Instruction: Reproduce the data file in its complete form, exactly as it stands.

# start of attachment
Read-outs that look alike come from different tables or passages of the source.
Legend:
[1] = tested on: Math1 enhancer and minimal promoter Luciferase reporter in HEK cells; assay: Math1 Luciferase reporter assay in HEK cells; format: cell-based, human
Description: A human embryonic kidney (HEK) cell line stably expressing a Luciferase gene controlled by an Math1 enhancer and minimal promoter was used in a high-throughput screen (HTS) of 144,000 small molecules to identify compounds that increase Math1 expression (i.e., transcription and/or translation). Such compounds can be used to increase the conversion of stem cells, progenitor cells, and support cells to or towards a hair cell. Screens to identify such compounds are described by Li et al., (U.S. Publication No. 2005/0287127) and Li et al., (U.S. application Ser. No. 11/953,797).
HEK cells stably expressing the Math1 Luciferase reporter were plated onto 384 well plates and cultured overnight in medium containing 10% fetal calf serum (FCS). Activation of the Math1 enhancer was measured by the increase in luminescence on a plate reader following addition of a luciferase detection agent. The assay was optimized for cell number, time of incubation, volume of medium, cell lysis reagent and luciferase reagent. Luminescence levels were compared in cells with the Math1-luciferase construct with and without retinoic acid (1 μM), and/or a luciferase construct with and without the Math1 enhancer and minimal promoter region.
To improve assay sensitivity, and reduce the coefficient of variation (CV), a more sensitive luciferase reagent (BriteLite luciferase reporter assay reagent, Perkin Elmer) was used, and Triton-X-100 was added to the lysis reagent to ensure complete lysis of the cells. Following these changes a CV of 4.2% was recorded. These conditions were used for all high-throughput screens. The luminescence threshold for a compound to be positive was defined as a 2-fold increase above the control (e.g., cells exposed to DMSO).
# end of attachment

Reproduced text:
Read-outs that look alike come from different tables or passages of the source.
Legend:
[1] = tested on: Math1 enhancer and minimal promoter Luciferase reporter in HEK cells; assay: Math1 Luciferase reporter assay in HEK cells; format: cell-based, human
Description: A human embryonic kidney (HEK) cell line stably expressing a Luciferase gene controlled by an Math1 enhancer and minimal promoter was used in a high-throughput screen (HTS) of 144,000 small molecules to identify compounds that increase Math1 expression (i.e., transcription and/or translation). Such compounds can be used to increase the conversion of stem cells, progenitor cells, and support cells to or towards a hair cell. Screens to identify such compounds are described by Li et al., (U.S. Publication No. 2005/0287127) and Li et al., (U.S. application Ser. No. 11/953,797).
HEK cells stably expressing the Math1 Luciferase reporter were plated onto 384 well plates and cultured overnight in medium containing 10% fetal calf serum (FCS). Activation of the Math1 enhancer was measured by the increase in luminescence on a plate reader following addition of a luciferase detection agent. The assay was optimized for cell number, time of incubation, volume of medium, cell lysis reagent and luciferase reagent. Luminescence levels were compared in cells with the Math1-luciferase construct with and without retinoic acid (1 μM), and/or a luciferase construct with and without the Math1 enhancer and minimal promoter region.
To improve assay sensitivity, and reduce the coefficient of variation (CV), a more sensitive luciferase reagent (BriteLite luciferase reporter assay reagent, Perkin Elmer) was used, and Triton-X-100 was added to the lysis reagent to ensure complete lysis of the cells. Following these changes a CV of 4.2% was recorded. These conditions were used for all high-throughput screens. The luminescence threshold for a compound to be positive was defined as a 2-fold increase above the control (e.g., cells exposed to DMSO).